28 February 2015

Check it out!

Check it out! We're live with a brand-new issue of Electric Spec! Huzzah! Thanks for joining us as we start our tenth year!

Thank you very much to our authors. Thank you very much to our associate editors, Nikki Baird and Chris Devlin. Thank you very much to our tech support folks at Hardlight Multimedia. Thank you author Rebecca S.W. Bates for the interview. And special thanks to our cover artist Joel Bisaillon. Check out his awesome picture:

And most of all: Thank you readers!

24 February 2015

more free fiction

Savvy readers know at the end of this week we'll be giving you more free fiction in the Fabulous February 28, 2015 issue of Electric Spec! Here at Electric Spec we love speculative fiction, all kinds.

Rounding out our quintet of excellent stories will be Peri Fletcher's fantasy "When Next the Rains Come" and George Walker's science fiction story "Museum Man."
Among other things, both of these stories do a marvelous job with plot and character arc. Things are definitely different at the end than they were in the beginning. Coincidentally, the protagonists in both stories rebel against their fate, creating new paths for themselves. Aren't active protagonists great?

We'll have a couple other fun items in the issue including a fascinating interview with author Rebecca S. W. Bates and a dramatic bonus story in Editor's Corner.

Be sure to check everything out on February 28!

17 February 2015

macabre horror fantasy coming

Only eleven days until the fabulous February 28, 2015 issue of Electric Spec!

Last week you heard a little about one of the upcoming stories. We also have some exciting macabre horror fantasy coming in the issue. Yes, that's a mouthful. The horror genre is the most difficult to define. The Horror Writers Association says horror can deal with the mundane or the supernatural, with the fantastic or the normal. It doesn't have to be full of ghosts, ghouls, and things to go bump in the night. Its only true requirement is that it elicit an emotional reaction that includes some aspect of fear or dread. FYI if you're a horror writer you should know about the Horror Writers Association (HWA).

In eleven days you'll get to read for yourself Jason Sturner's "Potawatomi Island" in which a man travels to a spooky island searching for answers to a long-standing mystery.
You'll also get to read Charles Payseur's "Capital Coffee" in which coffee's role in the apocalypse is illustrated.

Check them both out in the new issue!

10 February 2015

from our author

In case you haven't heard, we have another fabulous issue of Electric Spec coming at the end of the month. It will contain several excellent stories. One of them, "Once Lost, Gone Forever," is by author Gwendolyn Kiste. We asked her to tell us about her story:

At its core, “Once Lost, Gone Forever” is a coming of age story. As a huge fan of novels like The Catcher in the Rye and To Kill a Mockingbird, I set out to create a supernatural tale that transforms the chaotic nature of teenagers into an overt “gift” that the two lead characters use to express themselves, albeit with dangerous results. For so many reasons, Inali and Melissa are unlike anyone I’ve ever met, yet they both share similarities with virtually every friend I had growing up—in particular their desire for belonging as well as their craving for a life that’s just over the horizon but always somehow out of reach.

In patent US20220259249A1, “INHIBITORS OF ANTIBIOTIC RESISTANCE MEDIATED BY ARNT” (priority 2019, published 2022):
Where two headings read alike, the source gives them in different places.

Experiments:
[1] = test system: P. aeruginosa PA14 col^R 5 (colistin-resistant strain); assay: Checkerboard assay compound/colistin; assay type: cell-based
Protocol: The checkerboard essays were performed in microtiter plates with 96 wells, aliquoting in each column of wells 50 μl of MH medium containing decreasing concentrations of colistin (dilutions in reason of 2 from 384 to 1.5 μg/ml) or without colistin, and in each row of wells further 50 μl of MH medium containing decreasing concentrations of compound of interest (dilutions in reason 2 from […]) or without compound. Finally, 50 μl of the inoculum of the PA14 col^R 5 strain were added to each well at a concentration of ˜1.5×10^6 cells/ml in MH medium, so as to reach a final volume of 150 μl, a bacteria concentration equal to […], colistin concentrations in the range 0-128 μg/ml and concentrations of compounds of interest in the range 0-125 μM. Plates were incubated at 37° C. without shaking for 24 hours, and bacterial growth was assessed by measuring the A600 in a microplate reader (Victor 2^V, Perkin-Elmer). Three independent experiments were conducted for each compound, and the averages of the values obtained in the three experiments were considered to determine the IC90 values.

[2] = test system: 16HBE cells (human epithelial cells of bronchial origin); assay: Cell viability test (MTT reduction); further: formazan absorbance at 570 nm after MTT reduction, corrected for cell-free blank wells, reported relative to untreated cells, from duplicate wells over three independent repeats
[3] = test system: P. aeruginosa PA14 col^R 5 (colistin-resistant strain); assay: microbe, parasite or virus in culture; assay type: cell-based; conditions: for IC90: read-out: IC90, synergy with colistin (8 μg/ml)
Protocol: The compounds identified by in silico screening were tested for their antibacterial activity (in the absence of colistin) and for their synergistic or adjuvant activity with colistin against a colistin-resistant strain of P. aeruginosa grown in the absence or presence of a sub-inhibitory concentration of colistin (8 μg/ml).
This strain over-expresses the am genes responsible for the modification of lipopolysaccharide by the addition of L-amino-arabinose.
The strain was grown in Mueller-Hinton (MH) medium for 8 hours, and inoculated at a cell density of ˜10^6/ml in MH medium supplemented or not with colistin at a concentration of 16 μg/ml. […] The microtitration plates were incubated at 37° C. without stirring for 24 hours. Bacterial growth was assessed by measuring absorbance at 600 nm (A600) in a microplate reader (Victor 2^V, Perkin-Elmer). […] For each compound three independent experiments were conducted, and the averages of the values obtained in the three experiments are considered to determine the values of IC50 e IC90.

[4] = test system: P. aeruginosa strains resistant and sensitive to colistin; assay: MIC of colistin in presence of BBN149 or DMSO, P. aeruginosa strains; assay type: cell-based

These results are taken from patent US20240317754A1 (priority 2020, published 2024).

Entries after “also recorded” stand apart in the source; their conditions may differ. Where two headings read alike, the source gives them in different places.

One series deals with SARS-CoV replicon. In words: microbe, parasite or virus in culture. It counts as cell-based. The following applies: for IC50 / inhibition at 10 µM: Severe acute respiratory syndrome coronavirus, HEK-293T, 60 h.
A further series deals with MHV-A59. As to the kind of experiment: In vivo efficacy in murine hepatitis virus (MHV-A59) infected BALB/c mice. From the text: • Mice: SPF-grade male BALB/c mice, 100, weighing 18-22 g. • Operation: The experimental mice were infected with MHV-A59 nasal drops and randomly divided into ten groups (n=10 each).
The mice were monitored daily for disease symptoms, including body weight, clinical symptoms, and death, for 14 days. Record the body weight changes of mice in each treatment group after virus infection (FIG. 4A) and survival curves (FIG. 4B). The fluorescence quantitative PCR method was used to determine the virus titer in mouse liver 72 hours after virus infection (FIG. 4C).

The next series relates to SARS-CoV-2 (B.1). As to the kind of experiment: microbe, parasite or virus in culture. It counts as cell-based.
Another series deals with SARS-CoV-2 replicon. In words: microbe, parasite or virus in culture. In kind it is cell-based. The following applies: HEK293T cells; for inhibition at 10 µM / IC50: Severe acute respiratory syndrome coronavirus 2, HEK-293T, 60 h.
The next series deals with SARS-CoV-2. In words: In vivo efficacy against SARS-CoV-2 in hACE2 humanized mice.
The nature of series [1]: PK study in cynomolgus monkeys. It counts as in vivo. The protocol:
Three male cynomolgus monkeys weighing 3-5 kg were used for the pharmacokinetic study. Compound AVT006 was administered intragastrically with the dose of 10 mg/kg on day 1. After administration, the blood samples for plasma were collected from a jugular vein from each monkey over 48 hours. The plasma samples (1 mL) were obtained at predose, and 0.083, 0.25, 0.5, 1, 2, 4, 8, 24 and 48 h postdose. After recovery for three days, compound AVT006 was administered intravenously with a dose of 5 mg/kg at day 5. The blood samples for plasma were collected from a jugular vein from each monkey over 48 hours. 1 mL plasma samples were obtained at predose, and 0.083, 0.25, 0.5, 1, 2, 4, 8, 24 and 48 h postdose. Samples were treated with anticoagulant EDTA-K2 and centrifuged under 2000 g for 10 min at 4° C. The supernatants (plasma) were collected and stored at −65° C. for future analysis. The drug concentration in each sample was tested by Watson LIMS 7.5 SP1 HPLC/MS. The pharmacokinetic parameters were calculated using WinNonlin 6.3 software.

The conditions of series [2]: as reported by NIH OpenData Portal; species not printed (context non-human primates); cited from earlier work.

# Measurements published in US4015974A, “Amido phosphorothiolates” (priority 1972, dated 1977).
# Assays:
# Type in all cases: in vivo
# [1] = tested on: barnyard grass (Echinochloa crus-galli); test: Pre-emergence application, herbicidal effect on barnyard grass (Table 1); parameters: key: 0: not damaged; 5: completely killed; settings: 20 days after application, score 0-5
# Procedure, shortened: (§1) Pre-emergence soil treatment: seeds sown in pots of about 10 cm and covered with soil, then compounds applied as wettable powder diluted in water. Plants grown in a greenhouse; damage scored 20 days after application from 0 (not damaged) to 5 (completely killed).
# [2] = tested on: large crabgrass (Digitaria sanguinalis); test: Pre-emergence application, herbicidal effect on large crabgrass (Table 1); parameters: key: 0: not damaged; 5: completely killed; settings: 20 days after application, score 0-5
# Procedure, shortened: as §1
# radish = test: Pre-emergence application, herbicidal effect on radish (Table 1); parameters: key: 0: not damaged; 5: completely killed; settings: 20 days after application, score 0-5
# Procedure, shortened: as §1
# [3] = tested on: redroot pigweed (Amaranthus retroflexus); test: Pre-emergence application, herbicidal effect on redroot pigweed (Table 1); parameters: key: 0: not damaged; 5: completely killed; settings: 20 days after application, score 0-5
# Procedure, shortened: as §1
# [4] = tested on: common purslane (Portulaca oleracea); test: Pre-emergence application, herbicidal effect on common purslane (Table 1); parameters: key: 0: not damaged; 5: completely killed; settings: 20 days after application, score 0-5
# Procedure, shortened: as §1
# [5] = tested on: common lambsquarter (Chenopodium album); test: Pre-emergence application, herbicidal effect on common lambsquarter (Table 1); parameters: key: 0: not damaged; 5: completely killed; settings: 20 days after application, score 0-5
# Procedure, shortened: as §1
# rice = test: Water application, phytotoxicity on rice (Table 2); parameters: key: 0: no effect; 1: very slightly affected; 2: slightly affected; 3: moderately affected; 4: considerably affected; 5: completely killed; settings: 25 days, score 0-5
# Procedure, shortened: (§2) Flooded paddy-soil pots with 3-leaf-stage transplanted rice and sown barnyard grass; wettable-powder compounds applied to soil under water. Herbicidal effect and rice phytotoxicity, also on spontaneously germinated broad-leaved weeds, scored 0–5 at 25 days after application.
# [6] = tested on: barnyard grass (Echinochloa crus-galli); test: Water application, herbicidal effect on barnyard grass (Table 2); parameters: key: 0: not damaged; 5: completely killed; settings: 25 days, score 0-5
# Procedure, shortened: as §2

Just before I wrote “Once Lost, Gone Forever,” my own best friend from high school moved across the country to start fresh with a new partner. While I was (and am) so happy for her, it got me thinking about how much our bonds forged when we’re children impact us for the rest of our lives. We don’t require friends in the same practical way we need family. Friends fill a different type of need, one that helps us understand who we are and how we fit into the world. With these themes in mind, I wanted to craft something dedicated to that profound feeling of young friendship. An ephemeral, even ethereal experience, I hope I’ve done it justice.

Be sure to check it out on February 28, 2015.

03 February 2015

About the production meeting

We, the Editors of Electric Spec are working hard behind the scenes on the February 28, 2015 issue. Recently, we had our production meeting for this issue. Thus we are in the process of emailing all the authors with stories in hold-for-voting with a yea or nay. Yea authors also get a nifty contract which they need to email back so we can start editing their stories. Let me reiterate something I've said before: if your story was in hold-for-voting it was publishable. Writing is a tough business so you have to appreciate small victories. You should pat yourself on the back.

Some totally unbusinesslike impressions of the meeting... We met for the first time at an Asian restaurant which seemed to have only one waiter working. Thus, we had less liquor than usual. :( Editor Dave also said the scotch and soda he ordered was the oddest he'd ever tasted. I do wish I had a picture of his expression when he tasted it. However, my beers were good and my sushi was good, so I'm not complaining.